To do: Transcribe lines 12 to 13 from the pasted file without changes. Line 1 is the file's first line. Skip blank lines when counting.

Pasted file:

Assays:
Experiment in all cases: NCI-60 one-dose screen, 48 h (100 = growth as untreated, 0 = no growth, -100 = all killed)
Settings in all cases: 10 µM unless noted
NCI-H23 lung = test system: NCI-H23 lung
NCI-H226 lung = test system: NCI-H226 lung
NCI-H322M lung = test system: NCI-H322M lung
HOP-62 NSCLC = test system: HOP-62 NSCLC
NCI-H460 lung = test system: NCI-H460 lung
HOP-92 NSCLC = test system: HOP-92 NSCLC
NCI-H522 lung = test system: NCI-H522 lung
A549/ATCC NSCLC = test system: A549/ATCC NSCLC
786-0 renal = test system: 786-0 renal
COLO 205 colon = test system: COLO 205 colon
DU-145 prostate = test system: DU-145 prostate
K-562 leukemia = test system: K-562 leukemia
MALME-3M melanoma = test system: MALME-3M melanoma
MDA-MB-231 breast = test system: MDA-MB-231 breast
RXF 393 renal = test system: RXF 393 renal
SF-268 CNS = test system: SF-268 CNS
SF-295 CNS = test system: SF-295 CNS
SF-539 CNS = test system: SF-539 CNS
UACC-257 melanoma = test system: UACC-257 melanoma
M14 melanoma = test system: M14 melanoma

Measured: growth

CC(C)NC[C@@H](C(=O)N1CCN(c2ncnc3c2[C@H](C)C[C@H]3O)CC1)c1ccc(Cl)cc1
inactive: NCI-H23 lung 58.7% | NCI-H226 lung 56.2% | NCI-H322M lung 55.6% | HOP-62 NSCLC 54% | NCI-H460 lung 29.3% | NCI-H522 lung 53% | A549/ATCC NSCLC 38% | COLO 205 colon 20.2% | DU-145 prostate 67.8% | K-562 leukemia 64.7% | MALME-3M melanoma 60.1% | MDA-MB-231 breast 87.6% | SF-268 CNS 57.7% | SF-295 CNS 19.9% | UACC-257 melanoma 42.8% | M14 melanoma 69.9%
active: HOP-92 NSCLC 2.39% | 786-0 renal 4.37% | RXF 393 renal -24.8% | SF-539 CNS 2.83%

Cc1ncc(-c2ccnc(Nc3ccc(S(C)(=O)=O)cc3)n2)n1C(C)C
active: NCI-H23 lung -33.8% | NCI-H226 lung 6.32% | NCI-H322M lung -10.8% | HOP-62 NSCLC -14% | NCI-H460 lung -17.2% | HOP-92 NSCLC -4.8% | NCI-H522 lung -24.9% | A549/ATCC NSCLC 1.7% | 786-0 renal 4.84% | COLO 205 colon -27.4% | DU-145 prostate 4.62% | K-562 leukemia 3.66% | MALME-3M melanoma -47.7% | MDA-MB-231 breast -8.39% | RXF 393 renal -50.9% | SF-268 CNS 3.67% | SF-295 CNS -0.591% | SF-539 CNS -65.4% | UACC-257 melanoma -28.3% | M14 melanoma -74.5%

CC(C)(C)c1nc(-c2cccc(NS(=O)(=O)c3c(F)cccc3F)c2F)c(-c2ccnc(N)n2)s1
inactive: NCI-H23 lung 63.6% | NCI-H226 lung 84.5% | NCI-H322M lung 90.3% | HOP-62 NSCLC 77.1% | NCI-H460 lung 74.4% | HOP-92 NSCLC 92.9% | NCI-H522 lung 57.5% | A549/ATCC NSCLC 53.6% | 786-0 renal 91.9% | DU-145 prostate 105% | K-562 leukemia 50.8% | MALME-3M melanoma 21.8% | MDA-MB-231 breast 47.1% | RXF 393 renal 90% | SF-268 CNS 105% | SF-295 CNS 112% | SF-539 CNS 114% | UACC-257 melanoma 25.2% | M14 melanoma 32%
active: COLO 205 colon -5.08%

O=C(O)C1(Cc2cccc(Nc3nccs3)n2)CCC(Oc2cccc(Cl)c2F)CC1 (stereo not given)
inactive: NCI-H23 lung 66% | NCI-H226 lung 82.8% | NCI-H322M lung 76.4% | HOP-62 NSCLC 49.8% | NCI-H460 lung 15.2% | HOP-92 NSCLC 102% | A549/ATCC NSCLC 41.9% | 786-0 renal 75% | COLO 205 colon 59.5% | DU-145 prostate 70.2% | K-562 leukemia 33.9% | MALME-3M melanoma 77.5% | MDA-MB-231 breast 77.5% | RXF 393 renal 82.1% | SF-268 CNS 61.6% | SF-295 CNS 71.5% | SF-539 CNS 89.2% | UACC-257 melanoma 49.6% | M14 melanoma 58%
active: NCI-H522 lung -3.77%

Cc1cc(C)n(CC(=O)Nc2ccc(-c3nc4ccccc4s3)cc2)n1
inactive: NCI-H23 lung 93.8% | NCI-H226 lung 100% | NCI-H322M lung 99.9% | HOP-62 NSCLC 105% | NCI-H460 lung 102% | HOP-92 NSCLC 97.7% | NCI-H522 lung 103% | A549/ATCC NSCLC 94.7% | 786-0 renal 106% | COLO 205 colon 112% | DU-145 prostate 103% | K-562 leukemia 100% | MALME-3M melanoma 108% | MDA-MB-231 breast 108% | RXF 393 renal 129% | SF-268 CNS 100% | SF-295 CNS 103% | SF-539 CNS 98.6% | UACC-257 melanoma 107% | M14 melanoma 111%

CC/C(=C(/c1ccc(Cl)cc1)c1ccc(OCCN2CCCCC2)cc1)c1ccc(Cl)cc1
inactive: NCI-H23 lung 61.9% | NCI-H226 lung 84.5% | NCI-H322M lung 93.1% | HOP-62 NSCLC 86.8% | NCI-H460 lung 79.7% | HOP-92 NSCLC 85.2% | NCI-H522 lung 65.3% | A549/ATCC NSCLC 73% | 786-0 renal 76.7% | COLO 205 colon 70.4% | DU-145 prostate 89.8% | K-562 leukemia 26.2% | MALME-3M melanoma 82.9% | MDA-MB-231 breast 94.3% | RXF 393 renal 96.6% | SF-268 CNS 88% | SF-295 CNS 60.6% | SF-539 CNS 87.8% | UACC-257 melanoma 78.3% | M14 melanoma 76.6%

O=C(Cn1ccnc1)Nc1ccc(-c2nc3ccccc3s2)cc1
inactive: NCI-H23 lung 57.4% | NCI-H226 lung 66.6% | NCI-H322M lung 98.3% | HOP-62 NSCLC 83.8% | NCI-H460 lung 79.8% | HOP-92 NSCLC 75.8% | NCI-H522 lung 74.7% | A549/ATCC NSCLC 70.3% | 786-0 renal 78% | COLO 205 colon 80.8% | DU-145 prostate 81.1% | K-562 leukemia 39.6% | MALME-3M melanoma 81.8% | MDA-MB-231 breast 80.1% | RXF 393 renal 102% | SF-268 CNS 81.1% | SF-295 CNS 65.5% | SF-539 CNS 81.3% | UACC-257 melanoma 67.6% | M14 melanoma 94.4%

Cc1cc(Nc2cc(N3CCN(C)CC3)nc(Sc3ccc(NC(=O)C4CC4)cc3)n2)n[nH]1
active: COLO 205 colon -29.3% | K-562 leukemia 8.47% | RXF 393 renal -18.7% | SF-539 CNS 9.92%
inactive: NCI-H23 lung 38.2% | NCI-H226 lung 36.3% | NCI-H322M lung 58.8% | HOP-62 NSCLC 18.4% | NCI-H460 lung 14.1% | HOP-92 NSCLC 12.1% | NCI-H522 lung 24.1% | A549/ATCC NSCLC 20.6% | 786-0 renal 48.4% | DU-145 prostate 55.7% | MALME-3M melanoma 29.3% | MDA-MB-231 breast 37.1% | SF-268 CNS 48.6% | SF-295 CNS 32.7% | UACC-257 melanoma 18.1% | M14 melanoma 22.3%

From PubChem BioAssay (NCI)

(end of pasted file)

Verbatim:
786-0 renal = test system: 786-0 renal
COLO 205 colon = test system: COLO 205 colon